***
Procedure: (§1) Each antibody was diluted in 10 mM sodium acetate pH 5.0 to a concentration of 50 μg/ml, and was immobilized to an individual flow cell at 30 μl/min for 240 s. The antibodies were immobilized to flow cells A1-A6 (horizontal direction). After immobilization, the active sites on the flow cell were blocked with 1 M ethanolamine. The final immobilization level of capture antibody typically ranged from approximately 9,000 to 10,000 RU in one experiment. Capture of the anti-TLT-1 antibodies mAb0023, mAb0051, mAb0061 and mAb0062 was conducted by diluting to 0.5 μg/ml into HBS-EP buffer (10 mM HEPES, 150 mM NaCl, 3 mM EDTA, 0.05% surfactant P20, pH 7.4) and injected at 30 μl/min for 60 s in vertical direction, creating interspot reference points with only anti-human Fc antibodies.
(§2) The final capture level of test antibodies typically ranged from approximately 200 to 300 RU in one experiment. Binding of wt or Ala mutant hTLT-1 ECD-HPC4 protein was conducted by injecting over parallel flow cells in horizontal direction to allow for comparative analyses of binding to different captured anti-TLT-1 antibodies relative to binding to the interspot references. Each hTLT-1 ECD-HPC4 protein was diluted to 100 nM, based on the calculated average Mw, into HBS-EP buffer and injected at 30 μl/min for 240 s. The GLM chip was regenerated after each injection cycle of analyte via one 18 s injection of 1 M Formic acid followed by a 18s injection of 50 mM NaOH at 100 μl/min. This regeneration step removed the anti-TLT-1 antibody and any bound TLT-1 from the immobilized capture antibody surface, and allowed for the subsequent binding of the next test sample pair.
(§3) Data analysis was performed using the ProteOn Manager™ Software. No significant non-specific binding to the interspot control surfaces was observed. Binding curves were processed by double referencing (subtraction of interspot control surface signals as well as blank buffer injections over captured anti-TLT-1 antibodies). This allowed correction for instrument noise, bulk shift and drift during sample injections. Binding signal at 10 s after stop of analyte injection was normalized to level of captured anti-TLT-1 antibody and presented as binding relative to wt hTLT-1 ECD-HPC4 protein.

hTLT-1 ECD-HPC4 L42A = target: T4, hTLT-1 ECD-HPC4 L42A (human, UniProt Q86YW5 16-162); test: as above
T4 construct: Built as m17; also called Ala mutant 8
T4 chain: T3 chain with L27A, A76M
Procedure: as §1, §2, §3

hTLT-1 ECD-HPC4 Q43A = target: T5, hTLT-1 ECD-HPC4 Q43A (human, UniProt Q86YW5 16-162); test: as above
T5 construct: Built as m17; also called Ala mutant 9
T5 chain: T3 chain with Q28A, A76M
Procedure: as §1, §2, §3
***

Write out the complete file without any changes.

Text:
Procedure: (§1) Each antibody was diluted in 10 mM sodium acetate pH 5.0 to a concentration of 50 μg/ml, and was immobilized to an individual flow cell at 30 μl/min for 240 s. The antibodies were immobilized to flow cells A1-A6 (horizontal direction). After immobilization, the active sites on the flow cell were blocked with 1 M ethanolamine. The final immobilization level of capture antibody typically ranged from approximately 9,000 to 10,000 RU in one experiment. Capture of the anti-TLT-1 antibodies mAb0023, mAb0051, mAb0061 and mAb0062 was conducted by diluting to 0.5 μg/ml into HBS-EP buffer (10 mM HEPES, 150 mM NaCl, 3 mM EDTA, 0.05% surfactant P20, pH 7.4) and injected at 30 μl/min for 60 s in vertical direction, creating interspot reference points with only anti-human Fc antibodies.
(§2) The final capture level of test antibodies typically ranged from approximately 200 to 300 RU in one experiment. Binding of wt or Ala mutant hTLT-1 ECD-HPC4 protein was conducted by injecting over parallel flow cells in horizontal direction to allow for comparative analyses of binding to different captured anti-TLT-1 antibodies relative to binding to the interspot references. Each hTLT-1 ECD-HPC4 protein was diluted to 100 nM, based on the calculated average Mw, into HBS-EP buffer and injected at 30 μl/min for 240 s. The GLM chip was regenerated after each injection cycle of analyte via one 18 s injection of 1 M Formic acid followed by a 18s injection of 50 mM NaOH at 100 μl/min. This regeneration step removed the anti-TLT-1 antibody and any bound TLT-1 from the immobilized capture antibody surface, and allowed for the subsequent binding of the next test sample pair.
(§3) Data analysis was performed using the ProteOn Manager™ Software. No significant non-specific binding to the interspot control surfaces was observed. Binding curves were processed by double referencing (subtraction of interspot control surface signals as well as blank buffer injections over captured anti-TLT-1 antibodies). This allowed correction for instrument noise, bulk shift and drift during sample injections. Binding signal at 10 s after stop of analyte injection was normalized to level of captured anti-TLT-1 antibody and presented as binding relative to wt hTLT-1 ECD-HPC4 protein.

hTLT-1 ECD-HPC4 L42A = target: T4, hTLT-1 ECD-HPC4 L42A (human, UniProt Q86YW5 16-162); test: as above
T4 construct: Built as m17; also called Ala mutant 8
T4 chain: T3 chain with L27A, A76M
Procedure: as §1, §2, §3

hTLT-1 ECD-HPC4 Q43A = target: T5, hTLT-1 ECD-HPC4 Q43A (human, UniProt Q86YW5 16-162); test: as above
T5 construct: Built as m17; also called Ala mutant 9
T5 chain: T3 chain with Q28A, A76M
Procedure: as §1, §2, §3